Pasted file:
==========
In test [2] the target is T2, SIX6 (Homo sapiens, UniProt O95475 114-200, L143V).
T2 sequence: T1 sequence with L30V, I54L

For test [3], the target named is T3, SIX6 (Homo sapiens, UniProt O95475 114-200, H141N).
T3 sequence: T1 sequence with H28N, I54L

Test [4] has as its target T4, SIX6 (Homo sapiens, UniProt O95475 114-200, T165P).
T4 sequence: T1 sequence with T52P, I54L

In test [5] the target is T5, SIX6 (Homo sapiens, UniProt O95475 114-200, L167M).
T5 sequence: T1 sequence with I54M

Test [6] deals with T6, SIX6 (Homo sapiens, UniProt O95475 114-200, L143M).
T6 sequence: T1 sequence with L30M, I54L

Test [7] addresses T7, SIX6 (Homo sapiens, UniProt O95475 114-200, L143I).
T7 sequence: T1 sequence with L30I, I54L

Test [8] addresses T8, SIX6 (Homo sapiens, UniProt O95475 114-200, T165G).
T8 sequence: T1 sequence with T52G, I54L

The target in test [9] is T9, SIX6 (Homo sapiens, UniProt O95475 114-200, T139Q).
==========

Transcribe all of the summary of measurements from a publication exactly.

In test [2] the target is T2, SIX6 (Homo sapiens, UniProt O95475 114-200, L143V).
T2 sequence: T1 sequence with L30V, I54L

For test [3], the target named is T3, SIX6 (Homo sapiens, UniProt O95475 114-200, H141N).
T3 sequence: T1 sequence with H28N, I54L

Test [4] has as its target T4, SIX6 (Homo sapiens, UniProt O95475 114-200, T165P).
T4 sequence: T1 sequence with T52P, I54L

In test [5] the target is T5, SIX6 (Homo sapiens, UniProt O95475 114-200, L167M).
T5 sequence: T1 sequence with I54M

Test [6] deals with T6, SIX6 (Homo sapiens, UniProt O95475 114-200, L143M).
T6 sequence: T1 sequence with L30M, I54L

Test [7] addresses T7, SIX6 (Homo sapiens, UniProt O95475 114-200, L143I).
T7 sequence: T1 sequence with L30I, I54L

Test [8] addresses T8, SIX6 (Homo sapiens, UniProt O95475 114-200, T165G).
T8 sequence: T1 sequence with T52G, I54L

The target in test [9] is T9, SIX6 (Homo sapiens, UniProt O95475 114-200, T139Q).